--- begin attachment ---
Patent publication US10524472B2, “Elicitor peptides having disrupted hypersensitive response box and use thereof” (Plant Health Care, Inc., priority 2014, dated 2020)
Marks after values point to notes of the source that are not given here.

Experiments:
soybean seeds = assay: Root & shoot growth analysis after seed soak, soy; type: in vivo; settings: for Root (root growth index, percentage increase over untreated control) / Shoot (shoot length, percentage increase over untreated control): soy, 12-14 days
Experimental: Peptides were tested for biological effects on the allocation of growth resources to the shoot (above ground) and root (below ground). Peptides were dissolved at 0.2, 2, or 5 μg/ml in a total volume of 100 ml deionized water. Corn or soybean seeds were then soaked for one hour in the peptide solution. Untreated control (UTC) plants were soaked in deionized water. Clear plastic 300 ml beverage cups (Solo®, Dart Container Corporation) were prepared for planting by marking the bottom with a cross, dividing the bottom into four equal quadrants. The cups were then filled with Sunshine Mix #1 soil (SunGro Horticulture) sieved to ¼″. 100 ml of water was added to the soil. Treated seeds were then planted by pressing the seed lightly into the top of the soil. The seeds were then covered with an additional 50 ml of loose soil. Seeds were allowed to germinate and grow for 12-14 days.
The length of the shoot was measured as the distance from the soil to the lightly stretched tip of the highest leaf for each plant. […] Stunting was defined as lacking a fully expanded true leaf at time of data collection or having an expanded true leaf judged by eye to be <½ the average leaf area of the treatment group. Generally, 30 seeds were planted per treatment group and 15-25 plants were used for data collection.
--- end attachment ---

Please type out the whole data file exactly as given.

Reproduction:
Patent publication US10524472B2, “Elicitor peptides having disrupted hypersensitive response box and use thereof” (Plant Health Care, Inc., priority 2014, dated 2020)
Marks after values point to notes of the source that are not given here.

Experiments:
soybean seeds = assay: Root & shoot growth analysis after seed soak, soy; type: in vivo; settings: for Root (root growth index, percentage increase over untreated control) / Shoot (shoot length, percentage increase over untreated control): soy, 12-14 days
Experimental: Peptides were tested for biological effects on the allocation of growth resources to the shoot (above ground) and root (below ground). Peptides were dissolved at 0.2, 2, or 5 μg/ml in a total volume of 100 ml deionized water. Corn or soybean seeds were then soaked for one hour in the peptide solution. Untreated control (UTC) plants were soaked in deionized water. Clear plastic 300 ml beverage cups (Solo®, Dart Container Corporation) were prepared for planting by marking the bottom with a cross, dividing the bottom into four equal quadrants. The cups were then filled with Sunshine Mix #1 soil (SunGro Horticulture) sieved to ¼″. 100 ml of water was added to the soil. Treated seeds were then planted by pressing the seed lightly into the top of the soil. The seeds were then covered with an additional 50 ml of loose soil. Seeds were allowed to germinate and grow for 12-14 days.
The length of the shoot was measured as the distance from the soil to the lightly stretched tip of the highest leaf for each plant. […] Stunting was defined as lacking a fully expanded true leaf at time of data collection or having an expanded true leaf judged by eye to be <½ the average leaf area of the treatment group. Generally, 30 seeds were planted per treatment group and 15-25 plants were used for data collection.